While everyone here at Ft. Drum prays that the diplomats will come to a peaceful solution to the crisis between the two nations it's quite clear that all have resigned themselves to the possibility, no matter how remote, that war could be just around the corner.  

In the next article of our series we leave Ft. Drum and join the bluejackets on board the battleship USS Arizona as they ward our nation's shores.  

Saturday, August 25, 2012

Just for the record!

Just for the record and before I start getting hate mail I just want to make one thing very clear!  I'm actually quite the Anglophile!  My family originally hailed from Sussex in the UK, I work (as a teacher) with a British national (who I adore!), and honestly I holiday in the UK every chance I get.  I love Britain and I greatly admire the British people.  Heck, I dated a London girl in my college days.

One of the great things about this project is that I don't have to collect a force that I don't like, or want, just so I can play.  I can quite happily collect forces from both sides without dealing with the "ick" factor that sometimes comes from gathering real world forces.  I can quite happily assemble forces from such great units like the 16th US Infantry and 3rd Cavalry and pit them against some of my favorite British units like the Parachute Regiment, the KOSBs, and DLIs and I don't have to paint a single Nazi or SS trooper, or worse still... I don't have to collect a bevy of Tigers and Panthers!  In this war the Matilda is the queen of the battlefield and the 37mm is more than a pop gun!  Even more enjoyable is that I get to try out such what if classic matches like what would happen if Patton's 2nd Armor ever met Montgomery's 3rd Division in the field?

The "gravy" for the whole project is that I get to look at the forces of the Commonwealth too!  I now have an excuse to build an AIF battalion without needing to gather a force of Germans or Japanese to face them.  I also get look a our neighbor to the north, Canada, and use some of her famous regiments like Princess Patricia's Light Infantry or The Black Watch of Canada.  Even better still is that we are now at the beginning of the bicentennial of the War of 1812!  That works out great because I can use some of the battles of that war as templates and I can try them out with 1940s technology... and I don't have to collect a single Napoleonic miniature either!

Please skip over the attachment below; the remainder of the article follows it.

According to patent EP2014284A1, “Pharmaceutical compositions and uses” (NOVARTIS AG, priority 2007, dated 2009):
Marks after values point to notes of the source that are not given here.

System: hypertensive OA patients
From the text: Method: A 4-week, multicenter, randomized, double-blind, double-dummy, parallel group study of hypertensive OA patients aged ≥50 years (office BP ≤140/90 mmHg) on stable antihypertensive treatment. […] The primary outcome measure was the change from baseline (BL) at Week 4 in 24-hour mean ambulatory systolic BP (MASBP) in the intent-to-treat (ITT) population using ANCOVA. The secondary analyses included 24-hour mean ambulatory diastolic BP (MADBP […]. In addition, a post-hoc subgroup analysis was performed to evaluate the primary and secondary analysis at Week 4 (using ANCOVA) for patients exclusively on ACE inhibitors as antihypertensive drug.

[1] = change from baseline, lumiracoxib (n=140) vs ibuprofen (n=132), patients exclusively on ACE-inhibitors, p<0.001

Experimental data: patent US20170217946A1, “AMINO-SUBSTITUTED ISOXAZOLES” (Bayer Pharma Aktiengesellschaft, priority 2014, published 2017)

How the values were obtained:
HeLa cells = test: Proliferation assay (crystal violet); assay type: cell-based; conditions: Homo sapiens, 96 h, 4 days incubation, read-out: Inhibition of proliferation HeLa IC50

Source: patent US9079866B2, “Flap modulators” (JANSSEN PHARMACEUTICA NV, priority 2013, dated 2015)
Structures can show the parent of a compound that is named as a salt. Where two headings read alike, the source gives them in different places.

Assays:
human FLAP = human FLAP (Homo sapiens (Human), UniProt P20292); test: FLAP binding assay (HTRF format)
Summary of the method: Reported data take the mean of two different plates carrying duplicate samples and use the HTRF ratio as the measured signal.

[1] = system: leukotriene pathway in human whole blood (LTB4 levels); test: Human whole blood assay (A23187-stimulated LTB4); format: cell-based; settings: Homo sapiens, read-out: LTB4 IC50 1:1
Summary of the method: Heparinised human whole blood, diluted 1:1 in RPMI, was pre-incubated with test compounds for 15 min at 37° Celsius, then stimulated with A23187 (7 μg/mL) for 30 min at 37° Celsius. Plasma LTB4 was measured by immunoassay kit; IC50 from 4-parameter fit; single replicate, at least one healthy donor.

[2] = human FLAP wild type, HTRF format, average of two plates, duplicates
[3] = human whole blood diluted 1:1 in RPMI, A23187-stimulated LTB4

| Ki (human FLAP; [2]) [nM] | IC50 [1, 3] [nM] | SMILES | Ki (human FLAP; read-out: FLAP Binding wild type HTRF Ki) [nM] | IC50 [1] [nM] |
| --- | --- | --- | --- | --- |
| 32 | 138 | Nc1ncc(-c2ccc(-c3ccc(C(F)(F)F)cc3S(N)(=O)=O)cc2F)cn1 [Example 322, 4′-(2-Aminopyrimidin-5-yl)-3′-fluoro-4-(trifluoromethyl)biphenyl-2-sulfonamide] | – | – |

This blog is just for wargaming fun and nothing else.  So grab a pint, look around, and enjoy the show.  Feel free to toss in your $.02 worth or to let me know about some cool resources that are out there.

See you on the field!

Friday, August 24, 2012

3rd Cavalry Regiment

AP Wire- Date line Ft. Drum, NY.  March 10 1940.

With war clouds looming, the United States has been forced launch the first peace time draft in its history.  Over the last several months thousands of young Americans have been called up for national service.  These young men have flooded into existing Regular Army formations.  Even the elite cavalry regiments have been saturated with green recruits.

Last week elements of the United States Army's 3rd Cavalry Regiment (The Brave Rifles), at Ft. Drum New York, took to the field to bring their fresh faced youths "up to speed" on the weapons and tactics of the modern cavalry.

Here elements of Apache Troop, 3rd Cavalry Regiment learn the basics horsemanship and mounted combat:

Meanwhile, further along the line, troopers from Captain David York's machine gun troop conduct live fire exercises with their modern Browning machine guns (M1917). These young gunners aren't just getting some target practice in though, they are also firing their guns so that the cavalrymen and their horses can get use to the frightening sounds of gun fire.  

The cavalry isn't just horses any more either!  Joining York's troopers are some of the Army's newest armored cars: the M3A1 White Scout Car.

When asked if his troopers were ready if war were to come Machine Gun Troop commander Captain David York (pictured in the foreground), of Huntsville Alabama, said, "These are good boys.  They've worked hard and they've trained hard.  They know their duty and I reckon they'll give a good account of themselves if push comes to shove."

In our next article we will meet the doughboys of the fighting 16th Infantry.